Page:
A University of Colorado Cancer Center study recently published in the journal Cell Reports and presented today at the American Association for Cancer Research (AACR) Annual Conference 2014 shows that the cellular process of autophagy in which cells "eat" parts of themselves in times of stress may allow cancer cells to recover and divide rather than die when faced with chemotherapies.
Autophagy, from the Greek "to eat oneself," is a process of cellular recycling in which cell organelles called autophagosomes encapsulate extra or dangerous material and transport it to the cell's lysosomes for disposable. Like tearing apart a Lego kit, autophagy breaks down unneeded cellular components into building blocks of energy or proteins for use in surviving times of low energy or staying safe from poisons and pathogens (among other uses).
"What we showed is that if this mechanism doesn't work right, for example if autophagy is too high or if the target regulated by autophagy isn't around, cancer cells may be able to rescue themselves from death caused by chemotherapies," says Andrew Thorburn, PhD, deputy director of the CU Cancer Center.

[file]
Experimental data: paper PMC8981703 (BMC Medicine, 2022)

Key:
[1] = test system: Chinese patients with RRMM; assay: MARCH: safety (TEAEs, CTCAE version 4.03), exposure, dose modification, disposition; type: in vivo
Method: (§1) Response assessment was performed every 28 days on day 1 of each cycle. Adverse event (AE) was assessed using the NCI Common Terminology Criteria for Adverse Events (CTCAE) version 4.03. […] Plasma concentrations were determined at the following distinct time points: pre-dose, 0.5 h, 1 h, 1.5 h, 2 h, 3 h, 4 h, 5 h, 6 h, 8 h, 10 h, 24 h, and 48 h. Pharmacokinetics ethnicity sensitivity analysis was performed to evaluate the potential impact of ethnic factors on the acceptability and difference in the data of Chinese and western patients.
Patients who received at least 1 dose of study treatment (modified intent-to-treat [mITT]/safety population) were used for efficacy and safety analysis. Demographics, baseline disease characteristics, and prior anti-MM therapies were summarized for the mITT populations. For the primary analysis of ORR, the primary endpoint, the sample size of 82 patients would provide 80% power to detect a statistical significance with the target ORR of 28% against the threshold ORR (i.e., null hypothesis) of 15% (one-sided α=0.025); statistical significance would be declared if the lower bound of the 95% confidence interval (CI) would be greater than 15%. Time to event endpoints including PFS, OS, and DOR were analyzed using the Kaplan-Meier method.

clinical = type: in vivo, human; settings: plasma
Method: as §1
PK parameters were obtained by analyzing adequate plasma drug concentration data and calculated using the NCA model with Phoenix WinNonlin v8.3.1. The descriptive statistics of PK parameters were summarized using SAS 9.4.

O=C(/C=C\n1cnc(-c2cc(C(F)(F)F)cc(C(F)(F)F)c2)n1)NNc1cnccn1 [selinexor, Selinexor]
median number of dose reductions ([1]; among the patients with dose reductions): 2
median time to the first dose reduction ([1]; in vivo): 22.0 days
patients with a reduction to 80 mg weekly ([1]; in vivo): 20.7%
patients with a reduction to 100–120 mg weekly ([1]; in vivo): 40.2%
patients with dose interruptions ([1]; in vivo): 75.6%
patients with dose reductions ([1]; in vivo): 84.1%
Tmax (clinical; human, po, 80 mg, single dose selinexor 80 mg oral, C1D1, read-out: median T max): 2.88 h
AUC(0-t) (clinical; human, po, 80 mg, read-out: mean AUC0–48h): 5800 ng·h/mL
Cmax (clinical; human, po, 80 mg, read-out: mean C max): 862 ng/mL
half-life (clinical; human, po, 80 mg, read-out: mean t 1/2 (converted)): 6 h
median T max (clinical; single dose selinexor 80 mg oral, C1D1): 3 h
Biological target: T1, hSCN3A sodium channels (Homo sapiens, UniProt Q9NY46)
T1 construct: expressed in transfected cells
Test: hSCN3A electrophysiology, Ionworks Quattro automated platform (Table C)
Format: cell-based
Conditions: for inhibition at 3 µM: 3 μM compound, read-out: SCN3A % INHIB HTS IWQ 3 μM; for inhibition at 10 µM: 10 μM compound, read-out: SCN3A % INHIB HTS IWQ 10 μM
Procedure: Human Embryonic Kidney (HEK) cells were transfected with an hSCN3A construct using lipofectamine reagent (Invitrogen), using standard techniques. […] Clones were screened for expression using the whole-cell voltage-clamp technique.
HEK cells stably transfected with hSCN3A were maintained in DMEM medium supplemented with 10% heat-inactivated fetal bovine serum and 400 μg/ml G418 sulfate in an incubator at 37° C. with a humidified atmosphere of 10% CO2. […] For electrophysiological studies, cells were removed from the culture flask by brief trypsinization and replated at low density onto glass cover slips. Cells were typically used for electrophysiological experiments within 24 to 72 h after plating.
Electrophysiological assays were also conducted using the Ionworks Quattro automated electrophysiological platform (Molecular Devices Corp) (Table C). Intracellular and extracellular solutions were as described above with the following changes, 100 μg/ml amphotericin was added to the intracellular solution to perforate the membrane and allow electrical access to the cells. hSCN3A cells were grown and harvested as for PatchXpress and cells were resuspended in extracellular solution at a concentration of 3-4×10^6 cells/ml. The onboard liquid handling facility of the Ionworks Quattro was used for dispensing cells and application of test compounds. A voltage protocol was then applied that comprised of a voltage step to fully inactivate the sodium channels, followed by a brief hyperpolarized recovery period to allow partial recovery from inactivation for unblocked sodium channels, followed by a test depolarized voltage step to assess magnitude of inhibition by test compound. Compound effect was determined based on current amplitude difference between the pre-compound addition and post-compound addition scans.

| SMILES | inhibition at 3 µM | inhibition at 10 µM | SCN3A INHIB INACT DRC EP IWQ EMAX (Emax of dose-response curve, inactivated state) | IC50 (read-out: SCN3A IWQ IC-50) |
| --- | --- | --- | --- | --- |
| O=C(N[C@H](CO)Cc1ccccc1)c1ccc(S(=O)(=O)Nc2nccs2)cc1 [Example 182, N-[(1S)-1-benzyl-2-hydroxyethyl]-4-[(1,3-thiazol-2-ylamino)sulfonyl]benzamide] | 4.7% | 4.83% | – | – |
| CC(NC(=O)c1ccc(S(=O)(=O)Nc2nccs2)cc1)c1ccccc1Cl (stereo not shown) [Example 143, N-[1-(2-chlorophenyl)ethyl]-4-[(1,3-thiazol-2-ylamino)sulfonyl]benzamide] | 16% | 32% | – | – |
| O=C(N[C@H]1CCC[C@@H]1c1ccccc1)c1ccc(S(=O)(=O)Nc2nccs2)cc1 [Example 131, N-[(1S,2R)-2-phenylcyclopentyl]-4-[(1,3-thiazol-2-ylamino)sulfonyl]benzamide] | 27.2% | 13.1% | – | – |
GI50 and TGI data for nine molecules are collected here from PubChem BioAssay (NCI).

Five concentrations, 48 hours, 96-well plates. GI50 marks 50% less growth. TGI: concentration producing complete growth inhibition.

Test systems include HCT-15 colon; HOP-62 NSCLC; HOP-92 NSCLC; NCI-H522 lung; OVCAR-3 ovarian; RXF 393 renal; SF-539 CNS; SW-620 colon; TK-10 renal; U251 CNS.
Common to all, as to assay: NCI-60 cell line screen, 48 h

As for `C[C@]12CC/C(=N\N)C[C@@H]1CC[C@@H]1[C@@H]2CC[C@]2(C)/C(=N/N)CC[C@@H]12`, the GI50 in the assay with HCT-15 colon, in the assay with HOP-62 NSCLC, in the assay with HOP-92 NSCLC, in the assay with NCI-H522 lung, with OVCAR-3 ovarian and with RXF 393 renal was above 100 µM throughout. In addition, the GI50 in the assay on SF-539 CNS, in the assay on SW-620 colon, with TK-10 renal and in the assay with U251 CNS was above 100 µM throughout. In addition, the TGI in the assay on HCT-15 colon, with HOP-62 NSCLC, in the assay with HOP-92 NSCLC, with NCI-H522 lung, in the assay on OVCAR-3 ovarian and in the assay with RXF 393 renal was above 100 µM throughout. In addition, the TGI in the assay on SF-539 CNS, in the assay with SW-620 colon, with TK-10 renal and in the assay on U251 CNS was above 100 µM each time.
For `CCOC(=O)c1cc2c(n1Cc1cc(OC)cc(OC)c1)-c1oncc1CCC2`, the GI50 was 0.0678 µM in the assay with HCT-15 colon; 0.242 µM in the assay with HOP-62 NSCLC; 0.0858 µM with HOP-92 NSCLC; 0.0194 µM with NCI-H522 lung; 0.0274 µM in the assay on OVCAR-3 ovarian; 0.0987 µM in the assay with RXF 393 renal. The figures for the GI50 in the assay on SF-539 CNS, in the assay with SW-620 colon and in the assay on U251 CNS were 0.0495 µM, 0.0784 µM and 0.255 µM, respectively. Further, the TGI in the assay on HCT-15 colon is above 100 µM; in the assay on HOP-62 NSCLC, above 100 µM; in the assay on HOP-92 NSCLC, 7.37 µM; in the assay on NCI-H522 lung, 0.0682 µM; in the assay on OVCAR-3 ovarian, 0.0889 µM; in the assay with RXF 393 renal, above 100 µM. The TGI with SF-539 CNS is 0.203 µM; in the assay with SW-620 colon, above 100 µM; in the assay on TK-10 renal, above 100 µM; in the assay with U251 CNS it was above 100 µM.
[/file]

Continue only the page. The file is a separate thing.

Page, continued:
A movie that accompanies the study online shows a cancer cell dying. In the first few frames, mitochondrial cell walls break down and the cell's mitochondria can be seen releasing proteins in a process abbreviated as MOMP, which is considered a common marker of cell death. But then high autophagy allows the cell to encapsulate and "digest" these released proteins before MOMP can keep the cell well and truly dead. Later in the movie, the cancer cell recovers and goes on to divide.
"The implication here is that if you inhibit autophagy you'd make this less likely to happen, i.e. when you kill cancer cells they would stay dead," Thorburn says.
Thorburn and colleagues including postdoctoral researcher Jacob Gump, PhD, show that autophagy depends on the target PUMA to regulate cell death. Specifically, when PUMA is absent, it doesn't matter if autophagy is inhibited because without the communicating action of PUMA, cancer cells continue to survive.
The finding has important implications. First, it demonstrates a mechanism whereby autophagy controls cell death. And second, the study further reinforces the clinical potential of inhibiting autophagy to sensitize cancer cells to chemotherapy.
"Autophagy is complex and as yet not fully understood," Thorburn says. "But now that we see a molecular mechanism whereby cell-fate can be determined by autophagy, we hope to discover patient populations that could benefit from drugs that inhibit this action."
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